Playing ceòl mór from Donald MacDonald’s 1820 printed book

I am intrigued by Donald MacDonald’s arrangements of ceòl mór or pibroch, because on his title page he indicates that he is not setting out the tunes in “pipers tablature”, that cryptic system that looks confusingly similar to staff notation; instead, he describes his work:

A / collection / of the / Ancient Martial /  Music of Caledonia / called / Piobaireachd / as performed on the / Great Highland Bagpipe / Now also adapted to the / Piano Forte, violin and violoncello…

By setting the music on two staves, treble and bass, he intends that the purchasers of his book, price one guinea (£1 1s, or a few hundred pounds in today’s money) to play this music not on the pipes (what wealthy, musically literate book-buyer in 1820 owned or played pipes?) but on the piano; if they had musical guests at their Edinburgh townhouse they may well also try it as violin and cello duets.

Donald writes a single bass line very simply in the bass clef, which looks to me quite old-fashioned for 1820; I think by that date many music arrangers were writing chordal and thicker textures in the bass.  On the other hand the modal, drone-based nature of the music may have discouraged anything more complex.

He writes the melody in a more nuanced way, setting the tune in large notes with their stems all pointing down, and using little notes with the stems up to indicate the characteristic bagpipe grace-notes. I imagine he expected piano and fiddle players to ignore these in performance, but to appreciate them as exotic talking-points read in connection with the “instructions” at the beginning of the book.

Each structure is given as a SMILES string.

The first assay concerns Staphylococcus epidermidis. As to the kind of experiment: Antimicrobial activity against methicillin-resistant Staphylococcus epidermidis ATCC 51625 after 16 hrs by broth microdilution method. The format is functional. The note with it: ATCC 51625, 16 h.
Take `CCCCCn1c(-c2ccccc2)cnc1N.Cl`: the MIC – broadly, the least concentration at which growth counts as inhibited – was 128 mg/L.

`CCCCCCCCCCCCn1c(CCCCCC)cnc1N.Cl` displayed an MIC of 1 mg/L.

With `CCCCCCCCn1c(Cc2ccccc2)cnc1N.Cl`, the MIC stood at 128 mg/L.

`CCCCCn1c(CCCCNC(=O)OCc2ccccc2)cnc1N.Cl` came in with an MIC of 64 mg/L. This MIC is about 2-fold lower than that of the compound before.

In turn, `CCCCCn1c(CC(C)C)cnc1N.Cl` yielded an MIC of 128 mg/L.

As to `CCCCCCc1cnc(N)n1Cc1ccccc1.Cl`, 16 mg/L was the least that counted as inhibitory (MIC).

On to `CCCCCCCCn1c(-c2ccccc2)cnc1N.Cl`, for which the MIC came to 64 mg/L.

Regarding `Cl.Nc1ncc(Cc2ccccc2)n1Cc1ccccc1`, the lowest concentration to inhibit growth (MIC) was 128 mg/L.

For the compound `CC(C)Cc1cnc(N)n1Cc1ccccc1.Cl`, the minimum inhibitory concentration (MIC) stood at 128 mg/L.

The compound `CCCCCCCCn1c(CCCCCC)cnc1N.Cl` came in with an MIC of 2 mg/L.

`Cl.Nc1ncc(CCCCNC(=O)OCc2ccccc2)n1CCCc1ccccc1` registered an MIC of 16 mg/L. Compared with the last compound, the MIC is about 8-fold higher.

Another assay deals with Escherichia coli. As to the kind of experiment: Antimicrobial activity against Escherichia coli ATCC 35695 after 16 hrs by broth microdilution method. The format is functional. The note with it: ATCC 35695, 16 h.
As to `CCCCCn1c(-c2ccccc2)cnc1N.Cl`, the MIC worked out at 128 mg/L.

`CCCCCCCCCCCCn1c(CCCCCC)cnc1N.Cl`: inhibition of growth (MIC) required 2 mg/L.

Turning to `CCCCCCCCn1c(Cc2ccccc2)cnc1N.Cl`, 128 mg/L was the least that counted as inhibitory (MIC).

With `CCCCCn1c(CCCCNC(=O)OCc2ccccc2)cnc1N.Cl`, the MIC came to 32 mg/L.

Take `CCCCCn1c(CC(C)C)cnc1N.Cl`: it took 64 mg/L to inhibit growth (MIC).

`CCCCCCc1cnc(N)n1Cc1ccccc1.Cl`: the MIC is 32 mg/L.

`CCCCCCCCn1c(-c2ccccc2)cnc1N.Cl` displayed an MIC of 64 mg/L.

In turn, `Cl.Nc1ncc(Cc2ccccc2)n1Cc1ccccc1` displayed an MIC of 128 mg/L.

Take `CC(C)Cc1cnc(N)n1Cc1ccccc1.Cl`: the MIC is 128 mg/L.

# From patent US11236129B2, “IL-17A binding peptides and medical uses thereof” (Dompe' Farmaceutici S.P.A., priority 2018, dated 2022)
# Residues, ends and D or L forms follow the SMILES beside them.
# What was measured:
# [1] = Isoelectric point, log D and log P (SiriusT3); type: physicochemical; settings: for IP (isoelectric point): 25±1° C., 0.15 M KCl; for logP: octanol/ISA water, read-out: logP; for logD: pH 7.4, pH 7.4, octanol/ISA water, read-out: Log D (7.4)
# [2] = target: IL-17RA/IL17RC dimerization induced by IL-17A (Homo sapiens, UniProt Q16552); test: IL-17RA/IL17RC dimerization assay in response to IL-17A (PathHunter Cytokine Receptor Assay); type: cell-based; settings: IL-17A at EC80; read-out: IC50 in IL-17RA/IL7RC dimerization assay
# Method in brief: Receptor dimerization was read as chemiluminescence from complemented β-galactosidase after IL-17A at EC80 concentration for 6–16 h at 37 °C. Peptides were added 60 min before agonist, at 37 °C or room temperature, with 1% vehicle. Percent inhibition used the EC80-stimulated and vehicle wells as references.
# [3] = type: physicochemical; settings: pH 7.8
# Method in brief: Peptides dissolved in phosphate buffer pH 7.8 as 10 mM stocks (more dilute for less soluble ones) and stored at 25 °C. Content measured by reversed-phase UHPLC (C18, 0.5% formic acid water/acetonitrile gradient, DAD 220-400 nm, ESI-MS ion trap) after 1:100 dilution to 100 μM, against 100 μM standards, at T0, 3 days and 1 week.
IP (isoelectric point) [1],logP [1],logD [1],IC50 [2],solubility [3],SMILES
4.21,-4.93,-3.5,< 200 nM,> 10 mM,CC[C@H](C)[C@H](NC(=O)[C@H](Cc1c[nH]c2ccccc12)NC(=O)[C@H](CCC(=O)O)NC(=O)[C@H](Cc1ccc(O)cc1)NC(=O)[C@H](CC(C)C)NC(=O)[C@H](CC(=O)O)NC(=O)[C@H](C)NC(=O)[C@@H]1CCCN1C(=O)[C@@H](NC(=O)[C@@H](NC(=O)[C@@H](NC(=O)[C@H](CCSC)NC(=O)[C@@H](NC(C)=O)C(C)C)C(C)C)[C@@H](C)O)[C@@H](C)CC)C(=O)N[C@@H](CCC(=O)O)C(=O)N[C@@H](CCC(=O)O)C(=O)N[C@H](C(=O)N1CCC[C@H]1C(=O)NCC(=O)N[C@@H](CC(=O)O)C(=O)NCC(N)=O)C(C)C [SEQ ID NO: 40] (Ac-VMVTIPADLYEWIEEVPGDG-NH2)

How did he decide which notes to make big, and which small? This is the vexed question of all early pibroch scholarship, since there seems to have been a strong movement through the 19th and 20th century to shift the musical emphasis in a big way, with melody notes becoming swallowed up into bundles of gracenotes, and rogue grace notes being held so long that they speak as stressed melody notes.

My opinion is that he wrote the big notes so that when played normally on the fiddle or piano, the melody sounded as he imagined in his head that it should, based on his knowledge of the expected traditional expression of this tune on the pipes (and perhaps also on the fiddle, seeing as the fiddle pibroch tradition may have still been reasonably strong at this time)

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